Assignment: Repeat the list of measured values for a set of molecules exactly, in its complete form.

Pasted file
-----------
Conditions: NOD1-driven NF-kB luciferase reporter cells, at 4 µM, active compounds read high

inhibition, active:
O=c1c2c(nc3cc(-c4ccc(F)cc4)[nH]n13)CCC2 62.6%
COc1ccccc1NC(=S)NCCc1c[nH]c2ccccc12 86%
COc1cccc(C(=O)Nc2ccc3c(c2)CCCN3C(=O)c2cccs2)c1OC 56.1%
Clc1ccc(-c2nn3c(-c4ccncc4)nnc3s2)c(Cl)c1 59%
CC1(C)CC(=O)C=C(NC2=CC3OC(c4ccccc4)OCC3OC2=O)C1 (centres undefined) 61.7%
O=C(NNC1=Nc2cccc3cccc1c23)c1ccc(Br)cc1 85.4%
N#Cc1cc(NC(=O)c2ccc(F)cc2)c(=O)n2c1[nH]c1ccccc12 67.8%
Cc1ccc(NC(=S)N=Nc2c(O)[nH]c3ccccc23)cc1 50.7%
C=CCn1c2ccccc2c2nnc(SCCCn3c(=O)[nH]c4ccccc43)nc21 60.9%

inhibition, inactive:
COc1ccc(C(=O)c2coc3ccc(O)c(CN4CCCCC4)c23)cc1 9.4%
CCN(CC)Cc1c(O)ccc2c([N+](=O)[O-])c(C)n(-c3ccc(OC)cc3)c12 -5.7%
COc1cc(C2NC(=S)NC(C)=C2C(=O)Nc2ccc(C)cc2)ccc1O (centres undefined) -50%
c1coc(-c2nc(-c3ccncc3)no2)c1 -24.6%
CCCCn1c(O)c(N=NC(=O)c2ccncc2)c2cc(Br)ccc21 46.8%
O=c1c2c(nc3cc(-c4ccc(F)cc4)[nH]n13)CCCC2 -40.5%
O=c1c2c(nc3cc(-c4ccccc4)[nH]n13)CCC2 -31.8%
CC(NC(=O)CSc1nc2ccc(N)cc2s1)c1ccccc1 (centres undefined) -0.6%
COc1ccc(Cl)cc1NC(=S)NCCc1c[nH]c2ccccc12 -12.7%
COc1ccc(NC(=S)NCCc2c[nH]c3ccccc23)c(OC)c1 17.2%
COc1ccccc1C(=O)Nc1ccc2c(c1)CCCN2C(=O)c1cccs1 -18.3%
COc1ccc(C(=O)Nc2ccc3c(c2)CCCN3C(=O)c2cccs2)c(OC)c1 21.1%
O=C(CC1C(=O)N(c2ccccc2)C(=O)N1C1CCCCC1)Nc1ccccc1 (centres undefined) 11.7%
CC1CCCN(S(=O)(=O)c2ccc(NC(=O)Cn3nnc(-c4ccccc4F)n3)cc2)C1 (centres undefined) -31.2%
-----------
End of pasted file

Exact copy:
Conditions: NOD1-driven NF-kB luciferase reporter cells, at 4 µM, active compounds read high

inhibition, active:
O=c1c2c(nc3cc(-c4ccc(F)cc4)[nH]n13)CCC2 62.6%
COc1ccccc1NC(=S)NCCc1c[nH]c2ccccc12 86%
COc1cccc(C(=O)Nc2ccc3c(c2)CCCN3C(=O)c2cccs2)c1OC 56.1%
Clc1ccc(-c2nn3c(-c4ccncc4)nnc3s2)c(Cl)c1 59%
CC1(C)CC(=O)C=C(NC2=CC3OC(c4ccccc4)OCC3OC2=O)C1 (centres undefined) 61.7%
O=C(NNC1=Nc2cccc3cccc1c23)c1ccc(Br)cc1 85.4%
N#Cc1cc(NC(=O)c2ccc(F)cc2)c(=O)n2c1[nH]c1ccccc12 67.8%
Cc1ccc(NC(=S)N=Nc2c(O)[nH]c3ccccc23)cc1 50.7%
C=CCn1c2ccccc2c2nnc(SCCCn3c(=O)[nH]c4ccccc43)nc21 60.9%

inhibition, inactive:
COc1ccc(C(=O)c2coc3ccc(O)c(CN4CCCCC4)c23)cc1 9.4%
CCN(CC)Cc1c(O)ccc2c([N+](=O)[O-])c(C)n(-c3ccc(OC)cc3)c12 -5.7%
COc1cc(C2NC(=S)NC(C)=C2C(=O)Nc2ccc(C)cc2)ccc1O (centres undefined) -50%
c1coc(-c2nc(-c3ccncc3)no2)c1 -24.6%
CCCCn1c(O)c(N=NC(=O)c2ccncc2)c2cc(Br)ccc21 46.8%
O=c1c2c(nc3cc(-c4ccc(F)cc4)[nH]n13)CCCC2 -40.5%
O=c1c2c(nc3cc(-c4ccccc4)[nH]n13)CCC2 -31.8%
CC(NC(=O)CSc1nc2ccc(N)cc2s1)c1ccccc1 (centres undefined) -0.6%
COc1ccc(Cl)cc1NC(=S)NCCc1c[nH]c2ccccc12 -12.7%
COc1ccc(NC(=S)NCCc2c[nH]c3ccccc23)c(OC)c1 17.2%
COc1ccccc1C(=O)Nc1ccc2c(c1)CCCN2C(=O)c1cccs1 -18.3%
COc1ccc(C(=O)Nc2ccc3c(c2)CCCN3C(=O)c2cccs2)c(OC)c1 21.1%
O=C(CC1C(=O)N(c2ccccc2)C(=O)N1C1CCCCC1)Nc1ccccc1 (centres undefined) 11.7%
CC1CCCN(S(=O)(=O)c2ccc(NC(=O)Cn3nnc(-c4ccccc4F)n3)cc2)C1 (centres undefined) -31.2%